13 Aug You may have seen this movie before…
In the movie, The Internship starring Vince Vaughn and Owen Wilson two out-of-work, middle-aged sales professionals secure internships at a reasonably well-known technology company. Of course, hijinks ensue when these 40-ish year-old men have to keep up with the best and brightest college students ready to conquer the world. The punchline, if you haven’t seen the movie, is that the brilliant young technology minds learn as much from the “old” guys as the old guys learn from them. Turns out life experience is worth something. Well, as my 40-something year-old friends like to joke, I got to play the role of Vince Vaughn in my own internship experience recently. However, instead of working at a global technology conglomerate, I had the opportunity to work with young people ranging from ages six to 13 at summer camps to satisfy my first school-required internship. So, it turns out that you can teach an old dog new tricks.
During the internship process, our advisor asked us to reflect on our experience by our team’s faculty advisor. Before our work started, she asked, “What do you want to get out of this experience?” and “What are you excited about?” After our work, she asked, “What is your hope for the future now that you’ve had this experience?” I had difficulty answering these questions because so much came up when digesting them. i have experienced so many emotions through the process leading up to my first graduate school internship because of everything that I went through to finally get to this point. My answers to these questions were quite simple, but very meaningful. I’d like to share them with you.
What do you want to get out of this experience? My answer? Take risks. Emotional risks. I wanted to be myself and share that person with those I was working with. I wanted to be vulnerable with the kids and my classmates in hopes of building genuine, trusting relationships in a very short period of time. Our first week of camp was at a public charter school in the San Francisco Bay area. Our clients were incoming 9th graders. Many of the kids did not know each other because they attended different elementary schools. The community’s population is primarily Mexican-American. This situation was challenging because it was new to me. However, I discovered that simply being myself is an effective way to build a bridge. I presented on the third day of the five-day camp with my partner Briana. The topic was achieving success. I started my presentation off by telling the campers how impressed I was with their intelligence, maturity, and skill level. I took a calculated risk in service of my goal. I really felt like I opened the door for building meaningful relationships over the following three days of camp, or as much as you can in three days.
What are you excited about? I am excited about building relationships. Taking risks allowed me to establish connections that were meaningful to me. Whether it was with Yessi, Gio, and Bianca during the first week of camp, or with Fiona, Vida, Ryann, or Marcelle the second week of camp, I made friends with young people who left an indelible impression on me. As a father to two young children, it was fascinating to watch other people’s children connect with adults with whom they have absolutely no relationship. It really opened my eyes as to the type of influence that caring, respectful adults can have on the growth and development of children. I guess this is why I love coaching children so much. Kids want to learn. Kids want respect. Perhaps most importantly, kids simply want you to care. It’s so important that they have as many adults in their life that demonstrate these behaviors toward them as possible. I take great pride in fulfilling that responsibility to my children and other people’s children.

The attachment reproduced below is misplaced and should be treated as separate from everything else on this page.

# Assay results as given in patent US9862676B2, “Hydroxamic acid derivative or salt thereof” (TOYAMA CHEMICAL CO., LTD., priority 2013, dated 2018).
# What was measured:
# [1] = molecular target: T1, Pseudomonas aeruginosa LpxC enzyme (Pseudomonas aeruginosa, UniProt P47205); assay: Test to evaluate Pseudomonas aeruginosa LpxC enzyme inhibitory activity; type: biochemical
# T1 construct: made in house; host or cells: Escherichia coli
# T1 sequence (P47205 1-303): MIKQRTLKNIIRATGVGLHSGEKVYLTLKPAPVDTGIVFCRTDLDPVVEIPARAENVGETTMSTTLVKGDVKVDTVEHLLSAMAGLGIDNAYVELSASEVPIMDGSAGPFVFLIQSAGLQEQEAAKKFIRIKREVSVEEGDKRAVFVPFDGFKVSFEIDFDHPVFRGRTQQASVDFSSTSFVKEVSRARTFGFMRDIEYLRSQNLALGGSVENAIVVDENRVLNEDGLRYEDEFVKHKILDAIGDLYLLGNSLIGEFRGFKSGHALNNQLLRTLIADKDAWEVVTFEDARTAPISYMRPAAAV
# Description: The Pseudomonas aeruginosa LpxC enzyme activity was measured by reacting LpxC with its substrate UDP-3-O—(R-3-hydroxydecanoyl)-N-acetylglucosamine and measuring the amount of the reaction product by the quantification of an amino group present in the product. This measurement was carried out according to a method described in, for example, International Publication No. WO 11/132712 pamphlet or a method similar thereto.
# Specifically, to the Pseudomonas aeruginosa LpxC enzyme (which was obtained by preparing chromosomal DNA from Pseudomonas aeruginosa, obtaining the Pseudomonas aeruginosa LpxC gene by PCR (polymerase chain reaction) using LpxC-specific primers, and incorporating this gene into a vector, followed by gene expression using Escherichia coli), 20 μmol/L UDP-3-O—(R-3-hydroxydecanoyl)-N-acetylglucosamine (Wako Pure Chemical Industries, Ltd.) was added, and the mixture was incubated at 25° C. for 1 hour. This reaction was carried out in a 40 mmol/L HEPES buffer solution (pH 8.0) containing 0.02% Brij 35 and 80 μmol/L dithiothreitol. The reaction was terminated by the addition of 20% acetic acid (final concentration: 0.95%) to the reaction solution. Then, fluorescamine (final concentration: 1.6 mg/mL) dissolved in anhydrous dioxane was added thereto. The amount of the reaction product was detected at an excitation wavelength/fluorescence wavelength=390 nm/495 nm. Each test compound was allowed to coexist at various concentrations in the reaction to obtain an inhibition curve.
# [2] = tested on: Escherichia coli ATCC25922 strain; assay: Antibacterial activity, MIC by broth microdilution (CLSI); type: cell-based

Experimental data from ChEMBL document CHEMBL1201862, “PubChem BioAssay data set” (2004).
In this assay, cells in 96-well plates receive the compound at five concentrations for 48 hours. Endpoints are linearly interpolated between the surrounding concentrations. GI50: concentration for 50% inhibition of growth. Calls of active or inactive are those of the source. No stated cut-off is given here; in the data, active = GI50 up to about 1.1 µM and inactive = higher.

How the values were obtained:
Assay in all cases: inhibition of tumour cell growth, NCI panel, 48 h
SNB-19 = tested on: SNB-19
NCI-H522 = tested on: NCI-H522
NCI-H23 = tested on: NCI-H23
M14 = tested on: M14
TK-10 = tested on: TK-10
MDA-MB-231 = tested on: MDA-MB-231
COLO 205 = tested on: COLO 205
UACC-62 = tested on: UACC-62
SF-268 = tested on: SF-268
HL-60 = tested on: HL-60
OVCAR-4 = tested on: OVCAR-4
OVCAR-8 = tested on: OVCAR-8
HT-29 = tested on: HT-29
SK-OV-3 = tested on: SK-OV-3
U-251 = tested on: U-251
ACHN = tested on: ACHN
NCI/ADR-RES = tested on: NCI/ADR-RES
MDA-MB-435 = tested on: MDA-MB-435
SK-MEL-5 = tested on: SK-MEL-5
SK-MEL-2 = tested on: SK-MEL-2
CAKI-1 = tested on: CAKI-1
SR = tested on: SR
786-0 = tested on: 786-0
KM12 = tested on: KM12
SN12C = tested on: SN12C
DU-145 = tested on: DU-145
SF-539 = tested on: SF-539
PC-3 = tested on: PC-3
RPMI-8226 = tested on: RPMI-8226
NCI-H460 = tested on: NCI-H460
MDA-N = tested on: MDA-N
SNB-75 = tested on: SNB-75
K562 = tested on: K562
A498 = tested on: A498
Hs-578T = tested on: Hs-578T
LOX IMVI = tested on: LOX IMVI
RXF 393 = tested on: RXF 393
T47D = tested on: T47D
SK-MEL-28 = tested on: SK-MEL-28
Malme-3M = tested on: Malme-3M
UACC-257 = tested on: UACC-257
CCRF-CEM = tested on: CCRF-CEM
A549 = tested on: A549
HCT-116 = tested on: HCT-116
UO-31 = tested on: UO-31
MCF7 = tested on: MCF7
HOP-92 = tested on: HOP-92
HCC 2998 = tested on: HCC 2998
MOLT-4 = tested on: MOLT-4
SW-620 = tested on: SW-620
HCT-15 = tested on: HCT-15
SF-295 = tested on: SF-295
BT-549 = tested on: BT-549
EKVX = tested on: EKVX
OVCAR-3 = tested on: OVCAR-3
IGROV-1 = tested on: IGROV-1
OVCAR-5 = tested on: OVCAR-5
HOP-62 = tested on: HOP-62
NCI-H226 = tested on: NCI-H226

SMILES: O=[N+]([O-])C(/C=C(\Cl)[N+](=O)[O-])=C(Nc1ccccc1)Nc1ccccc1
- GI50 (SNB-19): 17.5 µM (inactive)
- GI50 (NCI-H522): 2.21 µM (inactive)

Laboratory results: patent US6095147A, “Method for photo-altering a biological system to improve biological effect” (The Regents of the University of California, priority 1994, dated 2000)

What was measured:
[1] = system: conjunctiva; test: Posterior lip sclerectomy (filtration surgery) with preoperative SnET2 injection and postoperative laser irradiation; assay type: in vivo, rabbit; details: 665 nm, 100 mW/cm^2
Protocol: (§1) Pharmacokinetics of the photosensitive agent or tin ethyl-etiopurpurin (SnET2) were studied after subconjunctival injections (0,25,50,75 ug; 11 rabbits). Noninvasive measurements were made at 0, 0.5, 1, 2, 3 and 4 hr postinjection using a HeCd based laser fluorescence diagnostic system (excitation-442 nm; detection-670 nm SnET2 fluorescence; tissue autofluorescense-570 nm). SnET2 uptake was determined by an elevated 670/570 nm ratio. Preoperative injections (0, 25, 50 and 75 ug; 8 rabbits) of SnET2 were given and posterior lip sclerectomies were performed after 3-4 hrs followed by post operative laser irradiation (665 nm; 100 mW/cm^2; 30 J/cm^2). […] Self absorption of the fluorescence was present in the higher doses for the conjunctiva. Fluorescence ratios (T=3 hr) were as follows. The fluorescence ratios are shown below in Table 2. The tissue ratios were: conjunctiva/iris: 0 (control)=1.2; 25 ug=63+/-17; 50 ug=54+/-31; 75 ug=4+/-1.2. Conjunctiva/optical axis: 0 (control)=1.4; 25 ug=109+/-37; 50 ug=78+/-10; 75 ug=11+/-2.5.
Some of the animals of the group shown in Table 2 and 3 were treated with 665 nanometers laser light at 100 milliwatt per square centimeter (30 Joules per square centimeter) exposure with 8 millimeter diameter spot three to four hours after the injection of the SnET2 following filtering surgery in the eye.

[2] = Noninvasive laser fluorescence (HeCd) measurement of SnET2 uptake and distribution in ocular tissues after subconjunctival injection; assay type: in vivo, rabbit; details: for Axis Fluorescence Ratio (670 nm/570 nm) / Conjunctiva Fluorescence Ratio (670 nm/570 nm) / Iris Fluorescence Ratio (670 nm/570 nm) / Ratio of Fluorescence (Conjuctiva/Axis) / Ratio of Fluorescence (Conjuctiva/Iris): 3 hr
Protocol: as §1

Finally, Dr. B asked, “What is your hope for the future now that you’ve had this experience?” This was probably the most difficult question to ask as I have so many hopes for the future as I pursue this new career path. Once again, I boiled my response down fairly succinctly to my hope for myself is to continue to give freely of myself without fear of making mistakes. Even I’ll admit this is a pretty big concept. Paradoxically, it also seems straightforward. Ultimately, I want to continue to take emotional risks when working with all of my clients. I need to show genuine interest in them as people. I need to put my arm around them when they need it. I need to share personal stories about myself when appropriate. If I don’t take risks and play it safe, then building a real, trusting relationship will be very difficult. Practically, I can’t be an effective mental performance coach if I don’t have a mutual, trusting relationship with my clients. Conversely, taking emotional risks can backfire sometimes. However, I’m convinced that I’d rather take a risk and have it blow up in my face then not taking that risk at all. If I’m not taking risks, then frankly I’m not trying hard enough. More importantly, I suspect that my clients, especially young ones, will see right through me.
Forty-something interns are great comedy in the movies. Some – like my buddies – would say that a 40-something intern in real life is also high comedy. In fact, it’s pretty funny to me that I am in this position. I never thought in a million years that I would quit a well-paying, fairly prestigious career to go back to school at 42-years old. But, I’ve learned the hard way that settling for others’ definition of success is the fast-track to burnout and resentment. Now, I have a golden opportunity to build a new life for myself and be compensated to do what I have been willing to do for free for many years now. This might be one of the greatest risks that I have ever taken in my life. It’s becoming clear that the reward far outweighs what I am putting on the line.